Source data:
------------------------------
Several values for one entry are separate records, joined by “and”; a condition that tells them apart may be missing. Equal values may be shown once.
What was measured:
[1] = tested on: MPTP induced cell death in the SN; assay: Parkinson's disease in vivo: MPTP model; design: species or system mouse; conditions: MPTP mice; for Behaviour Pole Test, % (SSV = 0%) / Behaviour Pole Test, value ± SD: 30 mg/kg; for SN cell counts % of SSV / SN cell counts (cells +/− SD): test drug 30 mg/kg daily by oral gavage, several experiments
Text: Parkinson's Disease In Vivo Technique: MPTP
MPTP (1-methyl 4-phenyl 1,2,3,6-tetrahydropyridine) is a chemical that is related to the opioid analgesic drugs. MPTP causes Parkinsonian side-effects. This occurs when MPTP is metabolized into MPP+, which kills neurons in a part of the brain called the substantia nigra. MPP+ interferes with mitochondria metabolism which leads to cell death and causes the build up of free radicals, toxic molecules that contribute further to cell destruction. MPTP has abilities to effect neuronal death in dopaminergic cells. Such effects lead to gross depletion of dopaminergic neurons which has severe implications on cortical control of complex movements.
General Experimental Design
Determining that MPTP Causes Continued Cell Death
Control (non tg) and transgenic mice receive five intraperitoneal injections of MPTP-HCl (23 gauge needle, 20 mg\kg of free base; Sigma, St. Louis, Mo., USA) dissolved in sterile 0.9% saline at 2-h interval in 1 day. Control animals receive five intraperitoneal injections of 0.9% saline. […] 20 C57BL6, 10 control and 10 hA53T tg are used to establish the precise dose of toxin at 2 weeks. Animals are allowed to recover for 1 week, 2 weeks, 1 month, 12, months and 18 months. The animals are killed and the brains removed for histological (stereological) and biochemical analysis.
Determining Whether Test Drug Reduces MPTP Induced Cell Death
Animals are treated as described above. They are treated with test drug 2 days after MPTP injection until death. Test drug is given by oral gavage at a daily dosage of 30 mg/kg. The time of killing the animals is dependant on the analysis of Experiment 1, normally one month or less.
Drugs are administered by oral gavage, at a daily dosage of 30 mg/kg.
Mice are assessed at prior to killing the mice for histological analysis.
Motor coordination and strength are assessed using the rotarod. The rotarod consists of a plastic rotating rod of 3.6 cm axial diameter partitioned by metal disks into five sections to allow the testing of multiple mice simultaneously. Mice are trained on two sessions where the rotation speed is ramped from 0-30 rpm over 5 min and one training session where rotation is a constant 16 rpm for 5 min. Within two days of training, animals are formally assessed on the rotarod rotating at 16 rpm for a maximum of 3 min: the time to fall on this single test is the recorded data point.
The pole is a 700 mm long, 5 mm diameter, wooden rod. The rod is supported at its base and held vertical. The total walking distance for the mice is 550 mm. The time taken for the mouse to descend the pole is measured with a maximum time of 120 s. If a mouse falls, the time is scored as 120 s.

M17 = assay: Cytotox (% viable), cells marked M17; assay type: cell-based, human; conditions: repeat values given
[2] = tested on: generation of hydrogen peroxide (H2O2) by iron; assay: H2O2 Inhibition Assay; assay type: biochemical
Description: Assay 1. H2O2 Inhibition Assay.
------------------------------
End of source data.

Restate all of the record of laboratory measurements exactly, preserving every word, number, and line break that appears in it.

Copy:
Several values for one entry are separate records, joined by “and”; a condition that tells them apart may be missing. Equal values may be shown once.
What was measured:
[1] = tested on: MPTP induced cell death in the SN; assay: Parkinson's disease in vivo: MPTP model; design: species or system mouse; conditions: MPTP mice; for Behaviour Pole Test, % (SSV = 0%) / Behaviour Pole Test, value ± SD: 30 mg/kg; for SN cell counts % of SSV / SN cell counts (cells +/− SD): test drug 30 mg/kg daily by oral gavage, several experiments
Text: Parkinson's Disease In Vivo Technique: MPTP
MPTP (1-methyl 4-phenyl 1,2,3,6-tetrahydropyridine) is a chemical that is related to the opioid analgesic drugs. MPTP causes Parkinsonian side-effects. This occurs when MPTP is metabolized into MPP+, which kills neurons in a part of the brain called the substantia nigra. MPP+ interferes with mitochondria metabolism which leads to cell death and causes the build up of free radicals, toxic molecules that contribute further to cell destruction. MPTP has abilities to effect neuronal death in dopaminergic cells. Such effects lead to gross depletion of dopaminergic neurons which has severe implications on cortical control of complex movements.
General Experimental Design
Determining that MPTP Causes Continued Cell Death
Control (non tg) and transgenic mice receive five intraperitoneal injections of MPTP-HCl (23 gauge needle, 20 mg\kg of free base; Sigma, St. Louis, Mo., USA) dissolved in sterile 0.9% saline at 2-h interval in 1 day. Control animals receive five intraperitoneal injections of 0.9% saline. […] 20 C57BL6, 10 control and 10 hA53T tg are used to establish the precise dose of toxin at 2 weeks. Animals are allowed to recover for 1 week, 2 weeks, 1 month, 12, months and 18 months. The animals are killed and the brains removed for histological (stereological) and biochemical analysis.
Determining Whether Test Drug Reduces MPTP Induced Cell Death
Animals are treated as described above. They are treated with test drug 2 days after MPTP injection until death. Test drug is given by oral gavage at a daily dosage of 30 mg/kg. The time of killing the animals is dependant on the analysis of Experiment 1, normally one month or less.
Drugs are administered by oral gavage, at a daily dosage of 30 mg/kg.
Mice are assessed at prior to killing the mice for histological analysis.
Motor coordination and strength are assessed using the rotarod. The rotarod consists of a plastic rotating rod of 3.6 cm axial diameter partitioned by metal disks into five sections to allow the testing of multiple mice simultaneously. Mice are trained on two sessions where the rotation speed is ramped from 0-30 rpm over 5 min and one training session where rotation is a constant 16 rpm for 5 min. Within two days of training, animals are formally assessed on the rotarod rotating at 16 rpm for a maximum of 3 min: the time to fall on this single test is the recorded data point.
The pole is a 700 mm long, 5 mm diameter, wooden rod. The rod is supported at its base and held vertical. The total walking distance for the mice is 550 mm. The time taken for the mouse to descend the pole is measured with a maximum time of 120 s. If a mouse falls, the time is scored as 120 s.

M17 = assay: Cytotox (% viable), cells marked M17; assay type: cell-based, human; conditions: repeat values given
[2] = tested on: generation of hydrogen peroxide (H2O2) by iron; assay: H2O2 Inhibition Assay; assay type: biochemical
Description: Assay 1. H2O2 Inhibition Assay.